Preventing sediment from reaching the Great Barrier Reef

Each wet season sediment is washed into local waterways and out to the Great Barrier Reef (GBR). 

Most sediment is very fine, and can stay suspended for a long time and can travel great distances. Valuable topsoil is lost from production, and increased concentrations on the reef can be harmful to seagrasses and corals. 

Landholders in the BBB have completed 69 on-ground water quality practice changes, and it is estimated that these have contributed a fine sediment reduction of 6,154 tonnes per year from reaching the GBR. 

Of this, approximately half of the sediment savings are attributable to grazing land management changes on hillslopes and streambanks, and the other half as a result of gully remediation treatments across a broad range of scales, as shown in the graphs above. 

The table below also highlights the relatively small area of intervention in the gully management projects compared to the large sediment savings that these can achieve - 60 per cent of the sediment savings over only 4 per cent of the project area.

Table 1. Estimated sediment reductions (tonnes) from projects completed in the LDC Project to date.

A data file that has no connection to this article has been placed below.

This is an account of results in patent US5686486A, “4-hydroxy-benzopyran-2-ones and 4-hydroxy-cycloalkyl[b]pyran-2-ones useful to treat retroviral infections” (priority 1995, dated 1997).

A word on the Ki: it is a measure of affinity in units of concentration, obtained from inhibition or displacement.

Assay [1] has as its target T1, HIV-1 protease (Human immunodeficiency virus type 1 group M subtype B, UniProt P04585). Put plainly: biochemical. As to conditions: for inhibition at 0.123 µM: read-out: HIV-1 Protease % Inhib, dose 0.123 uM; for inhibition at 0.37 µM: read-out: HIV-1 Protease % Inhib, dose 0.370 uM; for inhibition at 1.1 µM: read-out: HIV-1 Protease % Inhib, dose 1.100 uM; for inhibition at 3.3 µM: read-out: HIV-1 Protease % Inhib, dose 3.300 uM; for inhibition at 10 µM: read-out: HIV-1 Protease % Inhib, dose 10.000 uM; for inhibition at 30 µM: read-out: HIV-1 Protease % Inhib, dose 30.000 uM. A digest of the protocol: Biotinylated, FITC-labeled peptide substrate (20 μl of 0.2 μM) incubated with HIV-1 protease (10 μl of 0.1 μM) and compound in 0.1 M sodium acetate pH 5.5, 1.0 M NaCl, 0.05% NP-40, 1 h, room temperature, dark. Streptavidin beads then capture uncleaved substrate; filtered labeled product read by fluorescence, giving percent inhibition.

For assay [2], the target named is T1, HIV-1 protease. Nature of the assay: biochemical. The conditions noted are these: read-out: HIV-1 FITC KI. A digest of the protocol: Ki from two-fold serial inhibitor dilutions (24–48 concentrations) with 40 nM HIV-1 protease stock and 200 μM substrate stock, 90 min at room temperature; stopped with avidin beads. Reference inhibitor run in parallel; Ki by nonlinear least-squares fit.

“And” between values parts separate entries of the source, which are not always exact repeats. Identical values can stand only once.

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*GLMWW = Grazing Land Management Wire and Water

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*The Exploring New Incentives activity area has provided an opportunity for graziers to adopt improved land management practices through a range of activities. For some of these properties, it was the first time they signed contracts for on-ground works.

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The LDC project monitors four gully sites (represented in this table) with gold standard equipment and analysis, carried out by CSIRO.

Results have been compiled in a preliminary report from Bartley et al (2020), with the final report expected to be released by the end of 2020. The preliminary report shows all four sites have indicators of improvements, notably the Strathbogie and Mt Wickham sites.

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Reef regulations - grazing, standard conditions

  1. For land in good or fair condition (more than 50 per cent ground cover at 30 September), continue using measures to maintain land condition.
  2. For land in poor condition (less than 50 per cent ground cover at 30 September), steps must be taken to improve land condition.
  3. For land in degraded condition (less than 20 per cent ground cover at 30 September), steps must be taken to improve land condition OR prevent areas from further degrading or expanding.
  4. Keep records of measures taken and also of agricultural chemicals, fertiliser and mill mud or mill ash applied to land.